x Abu Dhabi, UAEFriday 19 January 2018

Sir Alex Ferguson backs racism row refereee Mark Clattenburg over Chelsea incident

The Manchester United manager says it is 'unthinkable' an official would use language of the kind the referee is alleged to have directed at John Obi Mikel.

John Obi Mikel confronts Mark Clattenburg during Chelsea's match with Manchester United
John Obi Mikel confronts Mark Clattenburg during Chelsea's match with Manchester United

Sir Alex Ferguson has added fuel to the continuing row surrounding referee Mark Clattenburg after insisting the official would not have directed a racial insult at a Chelsea player.

Police and the English Football Association are investigating an allegation that Clattenburg used "inappropriate language" towards John Obi Mikel in last weekend's Premier League clash against Manchester United United at Stamford Bridge.

It is understood that the official strenuously denies any wrongdoing.

Chelsea have submitted a dossier of evidence to the FA containing accounts from players, who allege Clattenburg used a term which has been interpreted as racist, but the Manchester United manager has now spoken out in defence of the official.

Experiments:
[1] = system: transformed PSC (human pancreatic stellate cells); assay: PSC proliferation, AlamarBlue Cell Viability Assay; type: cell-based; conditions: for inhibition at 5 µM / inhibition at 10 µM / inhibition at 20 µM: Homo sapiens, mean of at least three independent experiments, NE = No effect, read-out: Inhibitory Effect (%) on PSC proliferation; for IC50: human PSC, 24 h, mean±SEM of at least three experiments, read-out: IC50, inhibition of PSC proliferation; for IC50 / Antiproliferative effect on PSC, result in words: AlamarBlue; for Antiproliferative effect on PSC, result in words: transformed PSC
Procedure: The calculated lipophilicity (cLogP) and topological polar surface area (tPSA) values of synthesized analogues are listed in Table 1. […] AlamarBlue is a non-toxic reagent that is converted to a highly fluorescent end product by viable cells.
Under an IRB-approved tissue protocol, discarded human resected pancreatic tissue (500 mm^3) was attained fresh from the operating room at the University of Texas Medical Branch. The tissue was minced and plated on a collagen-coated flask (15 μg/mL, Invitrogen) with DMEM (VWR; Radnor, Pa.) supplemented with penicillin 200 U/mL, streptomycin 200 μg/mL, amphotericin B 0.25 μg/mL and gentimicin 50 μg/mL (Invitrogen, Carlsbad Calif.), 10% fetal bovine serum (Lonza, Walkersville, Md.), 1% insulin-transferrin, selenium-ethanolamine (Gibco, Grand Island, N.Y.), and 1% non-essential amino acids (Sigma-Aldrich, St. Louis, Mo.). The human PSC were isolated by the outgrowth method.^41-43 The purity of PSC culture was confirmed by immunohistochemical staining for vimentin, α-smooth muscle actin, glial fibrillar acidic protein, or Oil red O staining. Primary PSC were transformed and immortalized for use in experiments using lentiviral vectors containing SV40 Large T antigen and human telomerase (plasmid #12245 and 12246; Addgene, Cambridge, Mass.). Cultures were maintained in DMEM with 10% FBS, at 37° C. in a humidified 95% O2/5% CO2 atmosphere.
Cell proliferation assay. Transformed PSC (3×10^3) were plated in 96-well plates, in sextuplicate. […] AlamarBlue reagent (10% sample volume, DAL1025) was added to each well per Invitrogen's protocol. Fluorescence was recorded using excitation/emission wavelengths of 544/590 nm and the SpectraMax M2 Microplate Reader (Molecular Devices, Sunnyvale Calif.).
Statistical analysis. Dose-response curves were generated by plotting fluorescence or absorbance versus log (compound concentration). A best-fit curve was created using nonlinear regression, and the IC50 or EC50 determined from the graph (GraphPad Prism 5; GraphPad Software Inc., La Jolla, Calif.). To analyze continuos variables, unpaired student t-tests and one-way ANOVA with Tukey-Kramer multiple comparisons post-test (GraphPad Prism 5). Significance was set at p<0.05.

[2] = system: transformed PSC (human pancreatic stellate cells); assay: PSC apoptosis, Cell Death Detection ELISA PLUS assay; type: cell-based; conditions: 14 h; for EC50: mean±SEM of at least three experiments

Ferguson said: "I don't believe Mark Clattenburg would make any comments like that. I refuse to believe it."

The Scot went on: "I think it is unthinkable in the modern climate.

"I just don't believe it - simple as that. There is no way a referee would stoop to that, I am convinced of that."

Ferguson has infamously had many run-ins with referees during his near 26-year reign at Old Trafford but he believes in the integrity of the officials.

He said: "I think in the modern game, the way we see the game today rather than how it was 25 years ago, it has completely changed.

"I played myself and I know the banter that went on between referees and players 25 years ago is different from today.

"I have never heard a player come to me in the last 15 years and say a referee has sworn at them during a game, ever. So, that is where I stand. I don't believe it."